Reuters has reported that researchers have found that carbon dioxide could be stored for centuries by injecting it into deep saline aquifers. One member of the research team, Ruben Juanes from the Massachusetts Institute of Technology, was quoted as saying “We have shown that this is a much safer way of disposing of CO2 than previously believed because a large portion—maybe all—of the CO2 will be trapped in small blobs in the briny aquifer.” If this type of sequestration is feasible the CO2 gas emitted from coal or gas power plants could be trapped and injected for very long-term underground storage. Since CO2 is considered to be the main greenhouse gas contributing to global warming this research finding would seem to provide some additional hope that the warming of the Earth from greenhouse gas emissions can be contained. The main concern over sequestration methods has been slow leakage of CO2 from the storage site. This study appears to address that concern.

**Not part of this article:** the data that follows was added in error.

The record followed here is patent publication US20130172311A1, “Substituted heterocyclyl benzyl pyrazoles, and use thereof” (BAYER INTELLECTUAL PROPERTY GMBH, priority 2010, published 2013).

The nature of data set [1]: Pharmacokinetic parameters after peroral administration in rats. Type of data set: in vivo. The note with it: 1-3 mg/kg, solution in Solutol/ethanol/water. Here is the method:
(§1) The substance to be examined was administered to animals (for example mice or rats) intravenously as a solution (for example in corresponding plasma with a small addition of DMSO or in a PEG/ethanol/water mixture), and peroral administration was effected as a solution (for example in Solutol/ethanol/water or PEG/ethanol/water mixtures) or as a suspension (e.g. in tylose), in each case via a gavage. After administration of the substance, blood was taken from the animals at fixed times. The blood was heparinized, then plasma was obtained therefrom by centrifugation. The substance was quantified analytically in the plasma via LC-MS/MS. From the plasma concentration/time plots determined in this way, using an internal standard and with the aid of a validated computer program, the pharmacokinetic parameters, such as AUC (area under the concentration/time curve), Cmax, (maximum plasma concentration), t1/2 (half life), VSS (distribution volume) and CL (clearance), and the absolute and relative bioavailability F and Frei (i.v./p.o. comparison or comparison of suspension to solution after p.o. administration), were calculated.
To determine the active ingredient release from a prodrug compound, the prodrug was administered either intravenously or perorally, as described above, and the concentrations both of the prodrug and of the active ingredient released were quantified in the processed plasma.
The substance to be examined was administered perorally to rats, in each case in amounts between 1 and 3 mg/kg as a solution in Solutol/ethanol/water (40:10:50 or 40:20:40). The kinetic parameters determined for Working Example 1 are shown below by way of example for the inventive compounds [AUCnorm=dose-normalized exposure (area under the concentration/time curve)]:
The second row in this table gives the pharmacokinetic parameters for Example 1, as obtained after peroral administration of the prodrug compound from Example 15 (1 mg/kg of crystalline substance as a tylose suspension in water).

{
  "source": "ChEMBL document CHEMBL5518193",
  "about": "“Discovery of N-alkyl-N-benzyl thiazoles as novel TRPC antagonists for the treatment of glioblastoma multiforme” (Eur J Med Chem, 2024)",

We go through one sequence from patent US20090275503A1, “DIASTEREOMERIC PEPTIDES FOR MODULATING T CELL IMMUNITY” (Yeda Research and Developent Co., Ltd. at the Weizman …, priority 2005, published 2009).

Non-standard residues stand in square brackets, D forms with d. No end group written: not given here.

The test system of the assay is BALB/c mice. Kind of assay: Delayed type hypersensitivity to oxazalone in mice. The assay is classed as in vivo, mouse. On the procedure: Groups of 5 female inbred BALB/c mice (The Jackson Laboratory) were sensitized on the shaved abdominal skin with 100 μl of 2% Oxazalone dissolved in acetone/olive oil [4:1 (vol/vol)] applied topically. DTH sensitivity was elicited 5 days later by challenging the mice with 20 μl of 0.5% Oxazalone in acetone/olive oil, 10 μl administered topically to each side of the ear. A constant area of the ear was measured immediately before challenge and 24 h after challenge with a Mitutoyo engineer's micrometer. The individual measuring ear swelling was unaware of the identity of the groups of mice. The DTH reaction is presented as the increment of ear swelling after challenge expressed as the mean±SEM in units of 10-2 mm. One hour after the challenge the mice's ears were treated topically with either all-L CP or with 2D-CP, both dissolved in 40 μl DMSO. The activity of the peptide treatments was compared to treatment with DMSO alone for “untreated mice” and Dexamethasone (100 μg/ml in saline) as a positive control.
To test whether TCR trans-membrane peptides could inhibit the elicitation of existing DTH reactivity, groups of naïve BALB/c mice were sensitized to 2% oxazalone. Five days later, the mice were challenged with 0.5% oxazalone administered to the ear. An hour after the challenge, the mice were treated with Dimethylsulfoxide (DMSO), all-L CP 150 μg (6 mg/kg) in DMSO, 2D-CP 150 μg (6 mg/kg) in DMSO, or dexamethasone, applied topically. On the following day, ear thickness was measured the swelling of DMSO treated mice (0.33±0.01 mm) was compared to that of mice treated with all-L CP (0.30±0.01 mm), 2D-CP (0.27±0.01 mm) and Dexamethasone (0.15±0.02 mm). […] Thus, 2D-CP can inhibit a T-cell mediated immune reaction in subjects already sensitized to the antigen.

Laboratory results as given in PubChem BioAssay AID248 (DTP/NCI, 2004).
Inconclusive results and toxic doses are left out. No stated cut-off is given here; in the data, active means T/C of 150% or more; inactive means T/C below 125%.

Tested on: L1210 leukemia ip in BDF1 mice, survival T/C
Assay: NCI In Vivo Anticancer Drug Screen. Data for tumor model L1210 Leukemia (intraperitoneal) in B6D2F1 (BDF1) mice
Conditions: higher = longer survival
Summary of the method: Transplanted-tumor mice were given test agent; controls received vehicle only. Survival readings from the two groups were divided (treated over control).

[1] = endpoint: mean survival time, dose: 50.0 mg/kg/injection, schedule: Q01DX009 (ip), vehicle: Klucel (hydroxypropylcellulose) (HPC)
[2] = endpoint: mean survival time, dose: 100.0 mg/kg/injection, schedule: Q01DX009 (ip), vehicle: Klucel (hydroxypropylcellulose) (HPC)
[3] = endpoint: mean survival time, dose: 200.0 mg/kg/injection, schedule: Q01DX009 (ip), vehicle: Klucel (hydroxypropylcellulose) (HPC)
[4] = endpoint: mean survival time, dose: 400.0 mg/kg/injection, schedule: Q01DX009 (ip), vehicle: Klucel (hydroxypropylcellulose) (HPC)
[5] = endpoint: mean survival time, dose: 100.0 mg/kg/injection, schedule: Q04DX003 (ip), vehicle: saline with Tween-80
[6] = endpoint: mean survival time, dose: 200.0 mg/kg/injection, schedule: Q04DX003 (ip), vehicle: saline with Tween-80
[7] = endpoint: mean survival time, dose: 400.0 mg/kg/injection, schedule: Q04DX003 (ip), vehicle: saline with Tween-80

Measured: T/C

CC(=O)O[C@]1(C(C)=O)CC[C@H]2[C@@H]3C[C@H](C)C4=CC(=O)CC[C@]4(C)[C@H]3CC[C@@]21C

Last year researchers reported that carbon dioxide could be permanently stored in deep-sea sediments. This would seem to represent a problem with regard to transporting carbon dioxide emitted from power plants far from the ocean to deep-sea sites for storage. Perhaps it would be more feasible for plants along the coast. Certainly the deep saline aquifer storage strategy would seem to make more sense when logistics is taken into account.